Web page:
My job had taken several steps down the seniority level, but in the process my income had doubled. Odd, life, isn’t it. I was now a contract employee with no job security, no sick pay, no pension, no paid training and so on, but the risk was certainly worth the reward for us. That first contract was extended a number of times before we completed the project. After a month’s break installing a bathroom, the phone rang again and another contract started. This time back on the about the same rung project managing a €1m odd piece of work. That contract ends in 4 months, and all of the income’s been invested. We’ll write about the investment side of things another time.
Ju was after a permanent contract and was taken on by a local branch of a multi-national a few weeks after me. Initially she enjoyed the work, but after a year or so the joy of being in the corporate world petered out. The contract income we’d invested was working out OK for us, so after a series of into-the-night discussions I finally persuaded her to quit. I’m hugely grateful she did.
Our time in the rental house only lasted about 8 months. Goals were formulated in that time to help get us back on the road. We had our ‘why’, our motivation to force us to take perceived risks which we’d not normally have taken. Stepping well outside our comfort zone we found an old butchers shop with a 3 bed semi attached and an outbuilding. Into this we poured our energy and money. Effectively we worked 10 hours for our employers, and then another 4 hours a day on the house. Plus weekends, we were at it full-on – sometimes it seemed like too much. A year after buying it the place was complete, including a converted outbuilding to serve as a UK bolt-hole for us.
We sold Dave before moving to the butchers, and have taken a couple of short holidays in the past few months after realising the need for a break. I know, I know, that’s what most folks get as a matter of course, some get no holidays for years on end, but they still felt a little pointless, at least at first. After a 500-places, 700+ day trip, a few days in a holiday cottage just wasn’t cutting the mustard.
Up to date now, and we’re gearing up for another phase in life. We have renewed confidence that we can leave the UK and the job market here, and come back if we need to. Our skills are still sharp, and time spent travelling pumps us full of enthusiasm again. The investments we have will cover most, if not all of our living costs (which we’ve managed keep low – again we’ll write more about this). The search is on for another motorhome, with the intention to develop a free-for-all kind of dip-in-dip-out lifestyle.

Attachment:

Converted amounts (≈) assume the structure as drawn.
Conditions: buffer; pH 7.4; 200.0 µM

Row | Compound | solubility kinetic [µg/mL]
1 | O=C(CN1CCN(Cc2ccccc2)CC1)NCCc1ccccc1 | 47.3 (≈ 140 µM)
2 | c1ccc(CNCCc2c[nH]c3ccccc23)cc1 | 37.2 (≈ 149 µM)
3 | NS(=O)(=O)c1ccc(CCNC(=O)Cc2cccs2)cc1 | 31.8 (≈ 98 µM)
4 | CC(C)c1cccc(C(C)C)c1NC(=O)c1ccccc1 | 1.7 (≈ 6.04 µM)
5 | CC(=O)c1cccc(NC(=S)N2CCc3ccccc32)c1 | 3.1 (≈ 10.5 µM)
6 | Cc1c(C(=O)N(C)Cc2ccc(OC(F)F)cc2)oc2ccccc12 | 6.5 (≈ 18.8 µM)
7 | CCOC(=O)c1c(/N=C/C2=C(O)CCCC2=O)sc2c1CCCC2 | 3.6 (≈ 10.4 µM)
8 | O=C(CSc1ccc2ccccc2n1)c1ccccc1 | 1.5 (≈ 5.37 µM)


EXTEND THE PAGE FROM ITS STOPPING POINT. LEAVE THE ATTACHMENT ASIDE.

The Alps call for the autumn. We’ll come back home for Xmas and good friend’s wedding in a January (these guys drove to see us in Lake Bled – what heroes). Then the open road. We never made it to Turkey, or Scandinavia. Neither of us is a great planner, preferring to make the best of the incredible flexibility a motorhome offers (that’s our excuse for not planning more than 2 days ahead). However, neither of us want to freeze in the Arctic Circle in winter either, so some tiny weather-related planning is needed in the coming months.
To wrap things up, life post-tour has worked out very well for us. It’s not been easy, and we’ve both flirted with depression at times. We set our goal though: to be able to live a life where we could travel as we wished, and work only when we wanted. We focussed on the thing. We wrote it down. We talked about it and relentlessly hammered away at the thing. It **should** have taken us five years to achieve it, but we did it in two. Goes to show though: those years out failed to make us lazy.
If any of you reading this have taken months out from work to travel, and since returned home, we’d love to hear from you and hear your experiences at ‘coming back’. Please comment below (if you’re happy to share your insight with others), or drop us a line at firstname.lastname@example.org and we’ll keep it private.
Thanks, happy travels folks, Jay